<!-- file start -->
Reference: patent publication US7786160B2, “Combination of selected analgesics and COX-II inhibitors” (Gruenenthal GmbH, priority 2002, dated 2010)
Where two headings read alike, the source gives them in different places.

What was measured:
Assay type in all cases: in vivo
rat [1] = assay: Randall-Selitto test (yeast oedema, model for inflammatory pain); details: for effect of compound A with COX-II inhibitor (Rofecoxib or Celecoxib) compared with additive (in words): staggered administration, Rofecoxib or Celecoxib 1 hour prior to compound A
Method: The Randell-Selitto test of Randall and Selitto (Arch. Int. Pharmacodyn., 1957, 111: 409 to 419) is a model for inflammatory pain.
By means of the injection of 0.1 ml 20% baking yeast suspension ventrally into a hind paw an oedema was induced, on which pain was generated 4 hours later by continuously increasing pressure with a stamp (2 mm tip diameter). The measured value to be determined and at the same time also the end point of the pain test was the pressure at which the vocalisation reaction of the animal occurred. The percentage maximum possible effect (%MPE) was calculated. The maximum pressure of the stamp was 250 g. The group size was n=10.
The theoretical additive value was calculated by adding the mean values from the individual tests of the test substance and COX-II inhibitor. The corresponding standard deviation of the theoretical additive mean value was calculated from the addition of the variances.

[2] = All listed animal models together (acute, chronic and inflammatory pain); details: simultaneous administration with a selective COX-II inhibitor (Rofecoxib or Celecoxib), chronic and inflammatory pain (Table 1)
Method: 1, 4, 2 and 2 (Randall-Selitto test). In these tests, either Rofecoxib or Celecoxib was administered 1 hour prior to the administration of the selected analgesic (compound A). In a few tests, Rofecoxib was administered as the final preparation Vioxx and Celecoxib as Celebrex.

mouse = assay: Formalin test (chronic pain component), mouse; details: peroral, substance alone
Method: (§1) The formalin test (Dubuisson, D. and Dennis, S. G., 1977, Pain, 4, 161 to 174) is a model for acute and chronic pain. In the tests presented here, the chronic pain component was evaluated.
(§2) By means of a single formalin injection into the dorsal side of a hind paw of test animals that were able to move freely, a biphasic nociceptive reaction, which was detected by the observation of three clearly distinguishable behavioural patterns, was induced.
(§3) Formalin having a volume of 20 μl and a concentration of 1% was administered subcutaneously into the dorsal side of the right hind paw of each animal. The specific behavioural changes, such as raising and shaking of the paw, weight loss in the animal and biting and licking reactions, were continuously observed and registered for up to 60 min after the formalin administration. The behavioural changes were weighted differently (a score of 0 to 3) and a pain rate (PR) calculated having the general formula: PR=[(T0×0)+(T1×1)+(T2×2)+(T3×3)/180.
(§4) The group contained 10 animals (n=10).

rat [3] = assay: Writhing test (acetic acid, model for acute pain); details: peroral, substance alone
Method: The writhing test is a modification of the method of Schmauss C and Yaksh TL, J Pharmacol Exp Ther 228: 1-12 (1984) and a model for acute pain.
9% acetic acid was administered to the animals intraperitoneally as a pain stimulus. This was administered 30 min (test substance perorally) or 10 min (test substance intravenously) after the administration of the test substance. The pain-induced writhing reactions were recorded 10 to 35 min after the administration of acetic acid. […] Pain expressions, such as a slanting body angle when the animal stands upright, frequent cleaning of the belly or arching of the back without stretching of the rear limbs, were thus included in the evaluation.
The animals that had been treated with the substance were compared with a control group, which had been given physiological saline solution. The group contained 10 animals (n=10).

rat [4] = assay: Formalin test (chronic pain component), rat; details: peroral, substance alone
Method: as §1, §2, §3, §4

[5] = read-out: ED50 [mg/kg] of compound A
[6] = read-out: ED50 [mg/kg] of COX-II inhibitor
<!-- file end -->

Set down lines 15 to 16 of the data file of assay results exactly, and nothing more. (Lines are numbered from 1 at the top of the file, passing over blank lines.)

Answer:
(§4) The group contained 10 animals (n=10).

rat [3] = assay: Writhing test (acetic acid, model for acute pain); details: peroral, substance alone